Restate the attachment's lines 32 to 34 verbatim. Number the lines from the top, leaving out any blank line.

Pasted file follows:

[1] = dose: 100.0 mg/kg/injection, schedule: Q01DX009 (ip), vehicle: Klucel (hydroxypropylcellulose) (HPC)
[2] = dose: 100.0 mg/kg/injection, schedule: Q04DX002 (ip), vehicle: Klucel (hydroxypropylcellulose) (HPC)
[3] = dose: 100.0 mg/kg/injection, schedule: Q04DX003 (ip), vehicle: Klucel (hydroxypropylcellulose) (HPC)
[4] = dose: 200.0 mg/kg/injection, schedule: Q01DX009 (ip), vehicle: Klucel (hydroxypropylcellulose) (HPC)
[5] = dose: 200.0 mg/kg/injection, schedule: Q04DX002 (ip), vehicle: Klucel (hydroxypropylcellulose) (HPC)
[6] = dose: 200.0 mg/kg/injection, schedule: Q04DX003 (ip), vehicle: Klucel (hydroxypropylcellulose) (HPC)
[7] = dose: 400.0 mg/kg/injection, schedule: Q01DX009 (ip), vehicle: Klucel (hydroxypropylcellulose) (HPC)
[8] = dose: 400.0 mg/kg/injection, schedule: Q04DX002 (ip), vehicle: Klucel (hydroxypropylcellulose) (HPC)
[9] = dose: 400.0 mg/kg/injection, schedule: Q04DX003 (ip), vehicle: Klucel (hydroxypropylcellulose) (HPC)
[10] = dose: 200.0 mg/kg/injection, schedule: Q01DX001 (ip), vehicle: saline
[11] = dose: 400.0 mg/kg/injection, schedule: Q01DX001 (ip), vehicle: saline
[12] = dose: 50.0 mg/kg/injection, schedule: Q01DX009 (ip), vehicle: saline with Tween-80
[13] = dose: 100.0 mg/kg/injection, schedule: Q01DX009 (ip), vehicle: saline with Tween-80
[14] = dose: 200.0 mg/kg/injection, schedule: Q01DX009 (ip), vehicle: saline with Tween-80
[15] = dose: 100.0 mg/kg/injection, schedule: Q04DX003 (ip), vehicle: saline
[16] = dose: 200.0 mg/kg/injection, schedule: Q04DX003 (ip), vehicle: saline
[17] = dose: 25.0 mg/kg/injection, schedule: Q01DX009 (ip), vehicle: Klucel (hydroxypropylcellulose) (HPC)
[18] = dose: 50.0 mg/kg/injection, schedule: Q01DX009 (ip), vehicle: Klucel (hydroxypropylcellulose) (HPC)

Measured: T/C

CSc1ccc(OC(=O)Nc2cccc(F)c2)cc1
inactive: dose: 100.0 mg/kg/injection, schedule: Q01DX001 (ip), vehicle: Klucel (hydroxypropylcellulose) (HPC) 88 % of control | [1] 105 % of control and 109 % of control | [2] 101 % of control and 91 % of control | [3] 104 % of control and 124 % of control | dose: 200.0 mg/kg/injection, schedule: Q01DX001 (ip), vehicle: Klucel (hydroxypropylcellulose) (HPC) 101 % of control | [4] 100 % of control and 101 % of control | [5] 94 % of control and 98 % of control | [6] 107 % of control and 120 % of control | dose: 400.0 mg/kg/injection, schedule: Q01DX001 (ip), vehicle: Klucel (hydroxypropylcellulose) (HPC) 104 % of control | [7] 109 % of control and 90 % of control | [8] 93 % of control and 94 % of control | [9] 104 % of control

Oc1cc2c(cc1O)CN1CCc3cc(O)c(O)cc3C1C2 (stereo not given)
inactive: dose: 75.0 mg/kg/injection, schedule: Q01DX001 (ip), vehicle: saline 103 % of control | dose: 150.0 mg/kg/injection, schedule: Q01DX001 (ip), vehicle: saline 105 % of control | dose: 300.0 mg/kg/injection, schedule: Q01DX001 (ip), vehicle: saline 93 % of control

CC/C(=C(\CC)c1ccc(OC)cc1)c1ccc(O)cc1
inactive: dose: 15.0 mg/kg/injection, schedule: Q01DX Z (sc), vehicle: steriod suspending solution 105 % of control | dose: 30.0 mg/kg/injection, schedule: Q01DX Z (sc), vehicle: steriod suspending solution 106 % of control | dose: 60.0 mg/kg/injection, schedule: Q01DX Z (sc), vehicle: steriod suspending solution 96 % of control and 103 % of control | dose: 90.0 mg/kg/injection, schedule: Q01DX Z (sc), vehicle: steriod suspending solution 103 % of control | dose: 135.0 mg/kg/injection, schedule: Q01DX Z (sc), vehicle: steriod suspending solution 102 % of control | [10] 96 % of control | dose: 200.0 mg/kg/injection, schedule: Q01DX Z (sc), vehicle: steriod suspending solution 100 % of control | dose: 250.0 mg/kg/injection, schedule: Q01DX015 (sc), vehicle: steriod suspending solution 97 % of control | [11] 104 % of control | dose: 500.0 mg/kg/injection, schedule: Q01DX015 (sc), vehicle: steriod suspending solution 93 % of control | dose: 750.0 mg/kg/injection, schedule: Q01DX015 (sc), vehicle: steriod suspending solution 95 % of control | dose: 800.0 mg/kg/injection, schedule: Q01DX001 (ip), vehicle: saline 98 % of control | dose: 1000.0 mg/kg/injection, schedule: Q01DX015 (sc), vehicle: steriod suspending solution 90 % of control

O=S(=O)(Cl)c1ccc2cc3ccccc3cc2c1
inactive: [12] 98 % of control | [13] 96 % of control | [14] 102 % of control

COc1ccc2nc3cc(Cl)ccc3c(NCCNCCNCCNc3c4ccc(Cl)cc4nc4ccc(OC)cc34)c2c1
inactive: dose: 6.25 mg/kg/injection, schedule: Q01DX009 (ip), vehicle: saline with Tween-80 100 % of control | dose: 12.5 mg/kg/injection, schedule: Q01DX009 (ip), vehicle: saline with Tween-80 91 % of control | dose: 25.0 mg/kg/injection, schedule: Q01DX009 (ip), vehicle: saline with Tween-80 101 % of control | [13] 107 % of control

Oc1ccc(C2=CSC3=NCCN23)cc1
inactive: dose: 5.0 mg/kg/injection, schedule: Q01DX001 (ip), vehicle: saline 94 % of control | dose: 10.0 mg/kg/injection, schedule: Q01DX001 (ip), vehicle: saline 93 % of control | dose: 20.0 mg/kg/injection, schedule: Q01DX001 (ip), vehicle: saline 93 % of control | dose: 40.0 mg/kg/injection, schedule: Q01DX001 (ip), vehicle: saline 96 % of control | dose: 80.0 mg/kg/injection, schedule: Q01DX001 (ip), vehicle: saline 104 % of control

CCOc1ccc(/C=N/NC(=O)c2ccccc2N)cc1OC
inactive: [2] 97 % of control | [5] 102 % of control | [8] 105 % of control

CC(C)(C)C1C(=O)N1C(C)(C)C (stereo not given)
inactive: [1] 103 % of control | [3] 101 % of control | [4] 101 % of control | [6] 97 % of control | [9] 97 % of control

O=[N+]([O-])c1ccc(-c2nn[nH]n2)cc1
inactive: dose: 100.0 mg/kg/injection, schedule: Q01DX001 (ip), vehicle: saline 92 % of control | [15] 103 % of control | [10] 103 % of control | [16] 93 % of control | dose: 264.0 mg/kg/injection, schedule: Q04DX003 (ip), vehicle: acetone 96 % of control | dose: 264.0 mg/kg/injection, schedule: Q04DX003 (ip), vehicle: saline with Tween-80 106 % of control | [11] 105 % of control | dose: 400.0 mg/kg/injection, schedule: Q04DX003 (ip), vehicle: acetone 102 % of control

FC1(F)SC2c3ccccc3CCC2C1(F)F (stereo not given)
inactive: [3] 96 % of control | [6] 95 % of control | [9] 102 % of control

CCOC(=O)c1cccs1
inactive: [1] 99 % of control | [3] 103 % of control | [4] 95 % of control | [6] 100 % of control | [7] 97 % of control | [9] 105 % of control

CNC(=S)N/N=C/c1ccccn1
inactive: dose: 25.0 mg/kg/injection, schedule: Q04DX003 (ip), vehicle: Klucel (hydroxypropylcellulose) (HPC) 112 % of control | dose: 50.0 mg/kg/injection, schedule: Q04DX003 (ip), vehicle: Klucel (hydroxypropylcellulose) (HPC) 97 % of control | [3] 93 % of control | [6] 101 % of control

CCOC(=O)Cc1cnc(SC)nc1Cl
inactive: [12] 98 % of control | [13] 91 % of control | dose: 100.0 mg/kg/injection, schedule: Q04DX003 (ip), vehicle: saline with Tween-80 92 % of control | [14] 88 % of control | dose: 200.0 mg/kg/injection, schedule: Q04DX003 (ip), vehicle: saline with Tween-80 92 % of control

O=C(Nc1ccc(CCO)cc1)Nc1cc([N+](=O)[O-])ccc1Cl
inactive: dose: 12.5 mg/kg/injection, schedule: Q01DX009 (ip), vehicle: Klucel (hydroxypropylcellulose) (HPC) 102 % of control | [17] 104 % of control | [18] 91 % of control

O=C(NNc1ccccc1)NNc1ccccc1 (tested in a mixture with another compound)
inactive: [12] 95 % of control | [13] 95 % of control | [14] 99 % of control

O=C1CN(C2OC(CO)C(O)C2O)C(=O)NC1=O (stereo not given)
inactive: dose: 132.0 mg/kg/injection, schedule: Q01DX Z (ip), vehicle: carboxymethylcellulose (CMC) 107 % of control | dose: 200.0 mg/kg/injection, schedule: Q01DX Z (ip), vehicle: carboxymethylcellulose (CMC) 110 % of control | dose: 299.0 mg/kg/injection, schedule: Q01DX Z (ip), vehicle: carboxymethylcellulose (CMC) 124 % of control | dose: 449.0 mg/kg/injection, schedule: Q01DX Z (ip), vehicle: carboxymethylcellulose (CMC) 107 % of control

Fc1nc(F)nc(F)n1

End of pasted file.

CCOc1ccc(/C=N/NC(=O)c2ccccc2N)cc1OC
inactive: [2] 97 % of control | [5] 102 % of control | [8] 105 % of control

CC(C)(C)C1C(=O)N1C(C)(C)C (stereo not given)